Top Ice Fishing Tips from the Pro

Ice fishing is a whole lot more than skating or sitting on a bucket waiting for a fish to bite. It can be a social sport for sure, but there are some serious anglers who fish through the ice. Chuck Kashner from Vermont Ice Fishing is an ice fishing guide who has some tips that come from years of guiding experience.

According to Kashner, the most important part is to locate a good spot. “The two fish that I target the most are largemouth bass and pike. In the winter, the bass and pike hold in areas that have two dominant characteristics: edges of weed beds and areas that are 10 feet deep. In the summer I’ll scout for those areas and mark them on a chart and on my GPS so I can visit them when the ice gets thick.

Being mobile is equally important. “Despite the vast amount of scouting some spots just don’t pan out. During the times when I’ve made a mistake I simply correct it by moving to a new spot. If I don’t see a flag fly in about an hour I’ll dig a new hole and move my rigs. In most instances those changes result in finding fish.”

Rigging is critical. “Fish have a long time to study a shiner or a minnow that is suspended,” Kashner said. “I’ll use between two and four pound test when jigging for perch or bluegills. I’ll add a 10-foot leader of 10-pound test on my tip ups for bass and pike. Going thin and invisible is the best way to increase hook ups for fish that have a long time to study my rigs.”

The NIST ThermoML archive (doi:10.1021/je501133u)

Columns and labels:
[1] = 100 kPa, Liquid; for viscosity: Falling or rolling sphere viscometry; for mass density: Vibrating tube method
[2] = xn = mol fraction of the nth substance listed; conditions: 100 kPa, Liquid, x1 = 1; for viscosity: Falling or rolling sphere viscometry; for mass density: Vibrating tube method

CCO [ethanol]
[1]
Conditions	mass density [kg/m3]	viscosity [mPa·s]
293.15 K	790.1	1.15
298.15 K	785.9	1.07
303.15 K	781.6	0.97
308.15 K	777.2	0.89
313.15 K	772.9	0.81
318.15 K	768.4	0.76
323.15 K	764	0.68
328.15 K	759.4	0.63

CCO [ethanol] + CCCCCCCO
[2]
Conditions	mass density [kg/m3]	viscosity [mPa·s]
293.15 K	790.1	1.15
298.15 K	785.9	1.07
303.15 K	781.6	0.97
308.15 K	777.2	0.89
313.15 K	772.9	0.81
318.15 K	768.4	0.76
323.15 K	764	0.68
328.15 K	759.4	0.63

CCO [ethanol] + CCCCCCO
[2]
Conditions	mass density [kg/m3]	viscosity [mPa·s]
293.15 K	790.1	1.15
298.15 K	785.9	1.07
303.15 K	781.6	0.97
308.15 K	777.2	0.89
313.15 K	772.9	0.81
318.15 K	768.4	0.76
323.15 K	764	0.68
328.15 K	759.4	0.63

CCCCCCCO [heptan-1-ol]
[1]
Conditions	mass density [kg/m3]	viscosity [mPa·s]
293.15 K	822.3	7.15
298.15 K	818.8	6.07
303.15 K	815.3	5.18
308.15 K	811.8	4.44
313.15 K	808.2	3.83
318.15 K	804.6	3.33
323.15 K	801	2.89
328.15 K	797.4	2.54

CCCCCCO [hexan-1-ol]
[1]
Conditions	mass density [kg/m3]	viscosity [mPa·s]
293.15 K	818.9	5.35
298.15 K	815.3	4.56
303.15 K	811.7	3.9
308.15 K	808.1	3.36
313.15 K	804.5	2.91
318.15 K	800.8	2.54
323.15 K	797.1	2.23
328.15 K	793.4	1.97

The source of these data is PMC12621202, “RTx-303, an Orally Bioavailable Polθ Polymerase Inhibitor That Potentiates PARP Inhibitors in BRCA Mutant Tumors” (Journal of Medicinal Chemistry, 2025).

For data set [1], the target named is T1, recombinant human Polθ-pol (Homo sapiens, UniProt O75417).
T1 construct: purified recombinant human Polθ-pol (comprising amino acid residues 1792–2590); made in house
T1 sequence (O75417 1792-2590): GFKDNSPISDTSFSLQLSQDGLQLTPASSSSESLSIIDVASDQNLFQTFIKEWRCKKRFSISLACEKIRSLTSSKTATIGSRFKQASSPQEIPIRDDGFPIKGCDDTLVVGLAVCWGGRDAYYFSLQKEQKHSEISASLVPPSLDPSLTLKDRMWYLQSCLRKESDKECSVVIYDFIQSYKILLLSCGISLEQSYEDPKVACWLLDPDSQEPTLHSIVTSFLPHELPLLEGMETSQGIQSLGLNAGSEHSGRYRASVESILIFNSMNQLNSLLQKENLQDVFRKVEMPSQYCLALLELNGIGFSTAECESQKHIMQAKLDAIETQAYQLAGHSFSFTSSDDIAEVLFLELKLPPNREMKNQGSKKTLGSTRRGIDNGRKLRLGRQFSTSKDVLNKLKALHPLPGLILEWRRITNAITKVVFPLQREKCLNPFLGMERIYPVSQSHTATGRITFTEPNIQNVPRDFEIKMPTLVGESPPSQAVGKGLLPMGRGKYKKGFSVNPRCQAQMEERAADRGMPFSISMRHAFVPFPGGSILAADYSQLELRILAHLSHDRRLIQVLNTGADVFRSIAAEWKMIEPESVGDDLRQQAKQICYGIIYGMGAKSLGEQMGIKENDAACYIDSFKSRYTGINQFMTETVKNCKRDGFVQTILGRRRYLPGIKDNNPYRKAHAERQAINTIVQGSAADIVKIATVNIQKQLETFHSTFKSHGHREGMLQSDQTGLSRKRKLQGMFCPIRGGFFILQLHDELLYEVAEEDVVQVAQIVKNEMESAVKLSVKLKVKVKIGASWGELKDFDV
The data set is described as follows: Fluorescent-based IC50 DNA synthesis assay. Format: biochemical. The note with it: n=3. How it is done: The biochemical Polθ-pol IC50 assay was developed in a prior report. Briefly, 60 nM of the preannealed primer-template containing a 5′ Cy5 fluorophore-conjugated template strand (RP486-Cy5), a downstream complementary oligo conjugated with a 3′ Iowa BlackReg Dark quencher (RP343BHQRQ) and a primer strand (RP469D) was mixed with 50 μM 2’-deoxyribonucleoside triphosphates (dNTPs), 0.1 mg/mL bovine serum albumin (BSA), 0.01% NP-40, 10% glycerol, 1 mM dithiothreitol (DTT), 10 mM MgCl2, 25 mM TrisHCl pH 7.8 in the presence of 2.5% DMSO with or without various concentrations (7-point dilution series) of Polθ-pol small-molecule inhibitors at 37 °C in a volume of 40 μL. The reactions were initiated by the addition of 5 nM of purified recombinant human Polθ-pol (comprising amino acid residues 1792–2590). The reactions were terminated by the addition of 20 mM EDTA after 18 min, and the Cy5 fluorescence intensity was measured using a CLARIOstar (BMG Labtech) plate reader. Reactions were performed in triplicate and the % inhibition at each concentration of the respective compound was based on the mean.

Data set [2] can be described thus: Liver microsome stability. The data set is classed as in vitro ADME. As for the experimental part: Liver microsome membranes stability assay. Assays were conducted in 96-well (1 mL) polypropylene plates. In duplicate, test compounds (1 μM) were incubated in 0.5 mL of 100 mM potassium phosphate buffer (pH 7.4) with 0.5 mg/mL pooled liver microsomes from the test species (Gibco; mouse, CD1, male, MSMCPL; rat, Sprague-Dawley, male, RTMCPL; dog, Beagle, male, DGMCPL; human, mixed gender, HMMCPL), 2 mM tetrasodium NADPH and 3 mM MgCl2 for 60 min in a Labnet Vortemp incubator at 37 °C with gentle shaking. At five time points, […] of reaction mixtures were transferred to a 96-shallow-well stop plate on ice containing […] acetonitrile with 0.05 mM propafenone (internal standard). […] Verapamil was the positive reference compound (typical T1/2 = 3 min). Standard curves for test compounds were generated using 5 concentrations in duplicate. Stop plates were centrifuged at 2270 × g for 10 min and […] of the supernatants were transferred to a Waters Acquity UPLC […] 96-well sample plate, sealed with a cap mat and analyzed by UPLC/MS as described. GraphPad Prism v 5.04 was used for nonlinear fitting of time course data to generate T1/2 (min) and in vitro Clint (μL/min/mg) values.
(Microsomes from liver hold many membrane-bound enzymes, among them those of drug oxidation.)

Tip Up Tune Up. Before the season, Kashner overhauls all of his gear. He’ll lubricate the tip up spools so that they are free spinning and clean the flags and the trips so that there are no hitches when a fish runs. “When a fish eats I’ll pause for a moment and let them take the bait. Sometimes it takes a moment or two, and when the fish moves for the second time I’ll strike. I find that rattling the holes keeps the spools and trips from icing over, and sometimes it prompts a strike, too.”

It’s important to fish where the fish are, and marking depths is critical. “I use a sounder which is a big lead sinker that I drop down the hole. When it hits the bottom I’ll raise it up about 12-16 inches and pinch it off. I’ll then measure out the length of line against my tip up line and clip off a bobber at the top length. I’ll then go about my rigging by adding a leader, a sinker, and a minnow and send it down the hole. When my baits are eaten or replaced I’ll know exactly where the sweet spot is because I’ve attached a bobber. I spend more time catching and less time fishing.”

When the ice forms, you can read about Chuck’s ice fishing exploits here on his blog. Be safe and check out more ice fishing information!

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Tom Keer

Tom Keer

Tom Keer is an award-winning writer who lives on Cape Cod, Massachusetts.  He is a columnist for the Upland Almanac, a Contributing Writer for Covey Rise magazine, a Contributing Editor for both Fly Rod and Reel and Fly Fish America, and a blogger for the Recreational Boating and Fishing Foundation’s Take Me Fishing program.  Keer writes regularly for over a dozen outdoor magazines on topics related to fishing, hunting, boating, and other outdoor pursuits.  When they are not fishing, Keer and his family hunt upland birds over their three English setters.  His first book, a Fly Fishers Guide to the New England Coast was released in January 2011.  Visit him at or at